History suggests that it should be possible to address these challenges. Similar cases occurred with patents for agricultural equipment and for railroad equipment in the late 19th century, in which there was great uncertainty about whether a valid patent had been infringed. Once these underlying conditions were changed, this business model was no longer profitable and litigation of this type fell dramatically.
Policies such as the following: fostering clearer patents with a high standard of novelty and non-obviousness; reducing disparity in the costs of litigation for patent owners and technology users; and increasing the adaptability of the innovation system to challenges posed by new technologies and new business models; would likely have a similar effect today.Very similar statistics are provided in the RPX report [PDF] -
1. NPEs sued nearly 2,500 different companies in 2012. NPEs filed 3,054 patent infringement cases against 4,351 defendants, which was over 80% more than the number of defendants in 2008. 2,465 unique companies were affected.
2. NPEs filed more than half (61%) of new patent litigation (measured by total defendants). This is the third straight year that NPEs were responsible for the majority of all new patent litigation.
3. Most companies sued by NPEs were small/private companies. Over half (63%) of unique defendants added in NPE cases in 2012 earn less than $100M in revenue, and 76% of unique defendants added in NPE cases in 2012 were private companies. However, data collected in RPX’s separately released 2012 NPE Cost Study: High-Level Findings suggests that large companies still bear most of the economic burden of NPE activity.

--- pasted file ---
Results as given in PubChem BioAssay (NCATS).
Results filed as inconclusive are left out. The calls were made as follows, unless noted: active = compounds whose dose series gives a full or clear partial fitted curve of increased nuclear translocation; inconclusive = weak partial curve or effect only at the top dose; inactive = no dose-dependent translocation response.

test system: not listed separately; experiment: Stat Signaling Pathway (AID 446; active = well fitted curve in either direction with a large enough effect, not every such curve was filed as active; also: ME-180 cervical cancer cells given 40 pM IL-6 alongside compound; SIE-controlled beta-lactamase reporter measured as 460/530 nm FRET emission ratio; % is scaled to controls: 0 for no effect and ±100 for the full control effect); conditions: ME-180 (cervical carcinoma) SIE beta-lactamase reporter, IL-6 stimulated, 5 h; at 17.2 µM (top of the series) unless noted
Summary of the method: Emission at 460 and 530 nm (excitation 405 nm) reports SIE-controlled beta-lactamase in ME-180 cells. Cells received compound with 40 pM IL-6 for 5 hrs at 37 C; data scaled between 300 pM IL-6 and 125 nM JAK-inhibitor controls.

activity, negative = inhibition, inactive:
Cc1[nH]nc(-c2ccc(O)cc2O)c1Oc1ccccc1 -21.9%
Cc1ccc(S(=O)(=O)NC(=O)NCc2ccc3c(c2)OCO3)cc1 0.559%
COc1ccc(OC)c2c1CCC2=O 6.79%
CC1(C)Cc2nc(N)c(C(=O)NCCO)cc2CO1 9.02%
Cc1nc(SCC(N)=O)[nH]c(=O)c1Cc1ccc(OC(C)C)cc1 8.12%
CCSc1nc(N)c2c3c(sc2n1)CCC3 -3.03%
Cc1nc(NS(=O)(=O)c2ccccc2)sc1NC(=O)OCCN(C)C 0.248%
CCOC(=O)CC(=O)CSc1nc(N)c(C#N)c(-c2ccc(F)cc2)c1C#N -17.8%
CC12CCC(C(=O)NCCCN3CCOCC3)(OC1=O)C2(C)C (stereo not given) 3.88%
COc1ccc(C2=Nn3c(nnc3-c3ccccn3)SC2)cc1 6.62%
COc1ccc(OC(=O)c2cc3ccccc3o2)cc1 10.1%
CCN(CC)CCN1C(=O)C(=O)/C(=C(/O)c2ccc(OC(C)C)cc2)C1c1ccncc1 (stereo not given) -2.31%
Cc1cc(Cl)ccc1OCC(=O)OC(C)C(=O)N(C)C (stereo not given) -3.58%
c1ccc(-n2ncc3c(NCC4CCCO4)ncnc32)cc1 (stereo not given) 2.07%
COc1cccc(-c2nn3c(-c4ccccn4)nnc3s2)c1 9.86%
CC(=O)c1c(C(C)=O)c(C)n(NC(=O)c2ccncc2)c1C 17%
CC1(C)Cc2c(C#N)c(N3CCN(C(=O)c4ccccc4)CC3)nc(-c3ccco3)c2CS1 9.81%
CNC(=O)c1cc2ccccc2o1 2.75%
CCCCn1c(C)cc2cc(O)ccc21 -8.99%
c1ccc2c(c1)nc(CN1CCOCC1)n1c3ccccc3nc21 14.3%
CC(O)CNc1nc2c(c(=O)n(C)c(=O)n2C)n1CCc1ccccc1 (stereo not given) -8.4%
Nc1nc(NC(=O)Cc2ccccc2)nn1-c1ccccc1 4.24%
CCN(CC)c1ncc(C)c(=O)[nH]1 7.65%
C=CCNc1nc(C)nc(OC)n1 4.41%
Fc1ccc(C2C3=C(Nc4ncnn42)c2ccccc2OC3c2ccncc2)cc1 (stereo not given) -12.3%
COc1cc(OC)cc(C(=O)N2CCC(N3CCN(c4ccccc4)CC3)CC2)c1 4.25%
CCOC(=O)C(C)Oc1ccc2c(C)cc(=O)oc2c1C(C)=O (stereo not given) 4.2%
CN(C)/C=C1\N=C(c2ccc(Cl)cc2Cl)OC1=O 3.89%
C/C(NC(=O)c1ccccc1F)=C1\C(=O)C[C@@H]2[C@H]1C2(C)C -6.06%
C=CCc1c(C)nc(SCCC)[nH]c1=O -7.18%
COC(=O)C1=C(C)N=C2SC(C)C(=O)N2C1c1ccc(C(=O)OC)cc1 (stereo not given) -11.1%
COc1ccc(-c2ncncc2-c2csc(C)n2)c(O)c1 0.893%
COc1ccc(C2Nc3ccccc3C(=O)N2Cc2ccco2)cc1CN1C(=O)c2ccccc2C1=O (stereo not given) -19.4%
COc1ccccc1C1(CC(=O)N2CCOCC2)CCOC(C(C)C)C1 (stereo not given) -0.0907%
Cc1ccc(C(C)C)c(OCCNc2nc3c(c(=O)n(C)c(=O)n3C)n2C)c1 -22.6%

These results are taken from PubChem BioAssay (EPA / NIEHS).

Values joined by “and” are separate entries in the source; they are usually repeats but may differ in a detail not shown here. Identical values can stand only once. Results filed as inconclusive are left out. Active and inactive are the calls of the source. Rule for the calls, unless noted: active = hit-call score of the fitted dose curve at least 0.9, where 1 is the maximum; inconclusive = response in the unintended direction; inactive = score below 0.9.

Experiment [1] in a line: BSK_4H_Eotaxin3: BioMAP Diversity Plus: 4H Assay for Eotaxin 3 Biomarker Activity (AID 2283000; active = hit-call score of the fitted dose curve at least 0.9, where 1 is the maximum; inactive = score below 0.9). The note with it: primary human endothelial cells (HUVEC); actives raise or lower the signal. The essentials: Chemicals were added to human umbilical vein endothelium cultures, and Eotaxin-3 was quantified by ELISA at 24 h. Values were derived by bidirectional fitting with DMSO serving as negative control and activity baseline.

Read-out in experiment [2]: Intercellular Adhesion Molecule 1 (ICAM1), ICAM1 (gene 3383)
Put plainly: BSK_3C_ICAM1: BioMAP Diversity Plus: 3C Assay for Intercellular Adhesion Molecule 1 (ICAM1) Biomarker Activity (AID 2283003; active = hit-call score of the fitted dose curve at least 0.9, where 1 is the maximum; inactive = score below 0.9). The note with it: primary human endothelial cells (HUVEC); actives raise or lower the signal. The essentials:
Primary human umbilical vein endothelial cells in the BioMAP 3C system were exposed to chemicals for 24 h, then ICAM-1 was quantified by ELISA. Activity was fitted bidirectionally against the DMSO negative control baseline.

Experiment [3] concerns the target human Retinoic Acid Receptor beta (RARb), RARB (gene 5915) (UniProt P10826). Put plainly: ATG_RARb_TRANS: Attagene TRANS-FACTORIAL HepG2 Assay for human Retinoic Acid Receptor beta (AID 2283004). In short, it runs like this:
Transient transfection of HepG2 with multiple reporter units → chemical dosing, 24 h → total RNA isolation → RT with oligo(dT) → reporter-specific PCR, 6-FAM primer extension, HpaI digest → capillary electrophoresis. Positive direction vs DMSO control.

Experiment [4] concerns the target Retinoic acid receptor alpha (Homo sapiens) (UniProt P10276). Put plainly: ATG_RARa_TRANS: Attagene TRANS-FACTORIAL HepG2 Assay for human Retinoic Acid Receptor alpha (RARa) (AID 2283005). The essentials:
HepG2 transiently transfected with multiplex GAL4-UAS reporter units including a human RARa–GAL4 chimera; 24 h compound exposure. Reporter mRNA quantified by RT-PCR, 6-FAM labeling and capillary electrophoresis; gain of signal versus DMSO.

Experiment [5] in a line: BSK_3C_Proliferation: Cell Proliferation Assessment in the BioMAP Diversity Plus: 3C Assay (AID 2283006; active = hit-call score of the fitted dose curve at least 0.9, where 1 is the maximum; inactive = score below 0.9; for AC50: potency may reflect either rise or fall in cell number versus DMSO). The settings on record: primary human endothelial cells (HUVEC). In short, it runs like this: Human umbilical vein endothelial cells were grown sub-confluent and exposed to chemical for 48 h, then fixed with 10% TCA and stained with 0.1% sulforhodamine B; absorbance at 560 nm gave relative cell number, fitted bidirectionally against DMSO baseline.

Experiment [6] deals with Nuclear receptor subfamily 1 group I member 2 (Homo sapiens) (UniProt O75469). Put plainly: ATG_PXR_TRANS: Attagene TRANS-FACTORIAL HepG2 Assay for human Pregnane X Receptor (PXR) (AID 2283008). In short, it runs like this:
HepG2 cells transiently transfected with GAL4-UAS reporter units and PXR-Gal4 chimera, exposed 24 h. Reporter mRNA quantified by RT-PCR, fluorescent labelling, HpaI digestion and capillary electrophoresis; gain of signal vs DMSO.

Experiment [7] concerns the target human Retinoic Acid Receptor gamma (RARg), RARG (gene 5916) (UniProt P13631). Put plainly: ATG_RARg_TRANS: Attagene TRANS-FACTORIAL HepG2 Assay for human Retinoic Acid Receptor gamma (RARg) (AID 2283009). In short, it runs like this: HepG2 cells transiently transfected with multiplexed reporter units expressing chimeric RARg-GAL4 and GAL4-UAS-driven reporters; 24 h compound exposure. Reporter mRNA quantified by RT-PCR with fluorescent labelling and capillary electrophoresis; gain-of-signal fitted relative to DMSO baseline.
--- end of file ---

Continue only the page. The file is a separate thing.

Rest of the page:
4. NPE activity affected many industries not commonly thought to have an NPE problem. While companies were most commonly sued in E-commerce and Software cases (34% of total defendants added in NPE cases in 2012), NPE litigations targeted a diverse set of industries including Financial Services, Automotive, and Medical.
5. At the end of 2012, companies faced more than double the NPE litigation than they did only four years ago. The backlog of active NPE defendants, a proxy for the overall size of NPE activity, increased once again in 2012 and has grown 110% from year-end 2008 to year-end 2012.
6. Enactment of the America Invents Act (the AIA) in September 2011 affected the rate and timing of NPE assertions in 2012. While there was an increase in total cases filed (1,551 to 3,054), total defendants added—a better proxy for the volume of NPE litigation—decreased (5,329 to 4,351) from 2011 to 2012.